The San Francisco Chronicle on Monday urged voters to reject Proposition 21, the extreme rent control measure on California’s Nov. 3 ballot.

With the Chronicle’s editorial, nearly every major newspaper in the state has now opposed the measure.

The editorial notes that “the case for rent control, overwhelmingly rejected by experts and refuted by research, might have seemed unlikely to grow weaker. And yet it has.”

The San Francisco Chronicle’s editorial board points to the overwhelming defeat of Proposition 10, the nearly identical measure overwhelmingly rebuffed by voters in 2018.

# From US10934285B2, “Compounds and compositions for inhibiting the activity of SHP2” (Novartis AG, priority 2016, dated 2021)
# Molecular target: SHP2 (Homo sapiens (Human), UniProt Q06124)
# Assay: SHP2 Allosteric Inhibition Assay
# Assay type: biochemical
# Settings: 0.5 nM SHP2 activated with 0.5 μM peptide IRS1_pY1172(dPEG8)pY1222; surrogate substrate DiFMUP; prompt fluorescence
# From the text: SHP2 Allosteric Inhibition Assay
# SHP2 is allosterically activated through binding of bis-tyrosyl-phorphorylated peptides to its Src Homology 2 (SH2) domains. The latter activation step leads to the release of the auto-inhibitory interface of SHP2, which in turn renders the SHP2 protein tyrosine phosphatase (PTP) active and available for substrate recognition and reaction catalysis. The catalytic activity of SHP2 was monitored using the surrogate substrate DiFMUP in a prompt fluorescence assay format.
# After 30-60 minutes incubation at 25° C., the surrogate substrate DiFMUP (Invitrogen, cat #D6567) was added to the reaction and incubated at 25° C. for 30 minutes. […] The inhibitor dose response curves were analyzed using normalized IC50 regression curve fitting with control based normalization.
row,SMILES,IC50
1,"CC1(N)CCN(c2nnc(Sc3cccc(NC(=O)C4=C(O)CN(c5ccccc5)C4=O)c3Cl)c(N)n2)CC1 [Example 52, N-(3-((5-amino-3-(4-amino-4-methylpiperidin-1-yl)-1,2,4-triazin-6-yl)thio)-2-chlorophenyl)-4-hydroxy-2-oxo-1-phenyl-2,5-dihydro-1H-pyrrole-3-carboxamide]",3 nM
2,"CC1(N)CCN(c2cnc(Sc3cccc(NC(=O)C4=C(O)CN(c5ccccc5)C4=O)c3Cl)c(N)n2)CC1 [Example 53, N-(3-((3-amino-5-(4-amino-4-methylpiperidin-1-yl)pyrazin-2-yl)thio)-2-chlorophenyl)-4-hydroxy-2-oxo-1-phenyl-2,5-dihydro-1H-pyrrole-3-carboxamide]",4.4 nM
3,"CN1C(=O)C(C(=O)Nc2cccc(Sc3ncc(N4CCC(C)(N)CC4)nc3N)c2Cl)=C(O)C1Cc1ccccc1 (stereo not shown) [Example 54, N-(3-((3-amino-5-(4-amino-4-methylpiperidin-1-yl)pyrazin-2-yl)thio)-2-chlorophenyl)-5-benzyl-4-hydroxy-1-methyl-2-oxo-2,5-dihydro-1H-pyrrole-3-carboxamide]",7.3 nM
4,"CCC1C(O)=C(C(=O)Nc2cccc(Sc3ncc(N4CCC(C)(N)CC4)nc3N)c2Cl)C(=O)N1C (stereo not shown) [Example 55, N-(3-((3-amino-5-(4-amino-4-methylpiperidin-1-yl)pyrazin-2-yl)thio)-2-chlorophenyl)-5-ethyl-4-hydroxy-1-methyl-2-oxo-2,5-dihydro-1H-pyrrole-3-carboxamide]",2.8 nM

“In the two years since Californians rejected the last attempt to double down on the failed policy by letting more cities impose and expand rent control, the reasons to vote against this fall’s rehash, Proposition 21, have multiplied,” the editorial says.

Like its predecessor Prop 10, Prop 21 aims to dismantle the Costa-Hawkins Rental Housing Act — the single most vital California law for rental housing providers.

If Proposition 21 passes, local governments will bring back vacancy controls, capping rents between tenancies; they’ll also apply local rent control ordinances to newer apartments — as soon as they turn 15 years old — and to a greater number of condos and single-family homes.

Other major newspapers up and down California have editorialized against the measure; a few examples include the Sacramento Bee, the San Jose Mercury News, the Orange County Register and the L.A. Daily News.